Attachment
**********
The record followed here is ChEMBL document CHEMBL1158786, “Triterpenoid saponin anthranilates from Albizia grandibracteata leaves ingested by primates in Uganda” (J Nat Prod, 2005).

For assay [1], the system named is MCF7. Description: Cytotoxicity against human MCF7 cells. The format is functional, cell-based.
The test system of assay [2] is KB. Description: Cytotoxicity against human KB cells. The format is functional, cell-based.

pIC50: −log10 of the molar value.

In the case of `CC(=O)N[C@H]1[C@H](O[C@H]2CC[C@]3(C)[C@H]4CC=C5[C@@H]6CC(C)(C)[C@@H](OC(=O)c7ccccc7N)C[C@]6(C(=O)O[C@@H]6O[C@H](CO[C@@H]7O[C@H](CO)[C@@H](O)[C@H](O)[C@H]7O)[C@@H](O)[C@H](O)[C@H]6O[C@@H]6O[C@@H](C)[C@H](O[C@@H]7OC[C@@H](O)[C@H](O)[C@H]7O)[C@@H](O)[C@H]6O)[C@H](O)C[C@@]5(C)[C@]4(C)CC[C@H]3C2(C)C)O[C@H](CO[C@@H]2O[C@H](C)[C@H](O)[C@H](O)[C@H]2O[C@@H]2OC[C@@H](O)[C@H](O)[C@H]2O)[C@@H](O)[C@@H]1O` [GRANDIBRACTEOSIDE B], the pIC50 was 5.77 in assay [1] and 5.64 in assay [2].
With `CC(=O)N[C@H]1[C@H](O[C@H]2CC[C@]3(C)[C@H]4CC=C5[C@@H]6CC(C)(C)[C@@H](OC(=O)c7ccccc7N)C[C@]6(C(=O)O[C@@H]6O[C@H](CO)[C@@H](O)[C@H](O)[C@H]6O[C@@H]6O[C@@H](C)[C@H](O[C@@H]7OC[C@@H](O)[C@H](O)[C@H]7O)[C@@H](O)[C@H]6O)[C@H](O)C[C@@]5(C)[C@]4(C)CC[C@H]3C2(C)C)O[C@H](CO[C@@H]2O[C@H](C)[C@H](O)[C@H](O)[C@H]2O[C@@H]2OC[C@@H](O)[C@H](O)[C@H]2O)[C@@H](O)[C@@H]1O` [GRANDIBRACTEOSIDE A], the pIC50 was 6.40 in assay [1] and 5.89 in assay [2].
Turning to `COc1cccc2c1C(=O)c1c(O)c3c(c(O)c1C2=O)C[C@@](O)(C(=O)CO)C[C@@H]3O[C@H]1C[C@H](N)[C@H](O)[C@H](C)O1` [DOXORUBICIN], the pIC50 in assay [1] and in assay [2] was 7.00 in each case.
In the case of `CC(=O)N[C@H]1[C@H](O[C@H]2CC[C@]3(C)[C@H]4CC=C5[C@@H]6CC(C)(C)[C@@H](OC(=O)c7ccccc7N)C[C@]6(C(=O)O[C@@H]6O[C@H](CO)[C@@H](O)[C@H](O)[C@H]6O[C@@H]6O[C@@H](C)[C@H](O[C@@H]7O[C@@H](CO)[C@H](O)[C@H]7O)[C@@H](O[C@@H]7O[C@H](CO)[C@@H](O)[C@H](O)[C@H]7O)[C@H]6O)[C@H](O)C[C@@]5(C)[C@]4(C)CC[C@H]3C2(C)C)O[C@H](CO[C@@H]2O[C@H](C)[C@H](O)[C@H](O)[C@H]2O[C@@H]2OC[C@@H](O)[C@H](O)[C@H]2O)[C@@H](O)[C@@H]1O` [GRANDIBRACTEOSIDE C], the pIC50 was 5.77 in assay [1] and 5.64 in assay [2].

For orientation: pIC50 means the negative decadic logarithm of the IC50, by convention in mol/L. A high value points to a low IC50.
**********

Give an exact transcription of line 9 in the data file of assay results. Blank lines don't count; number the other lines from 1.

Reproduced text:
For orientation: pIC50 means the negative decadic logarithm of the IC50, by convention in mol/L. A high value points to a low IC50.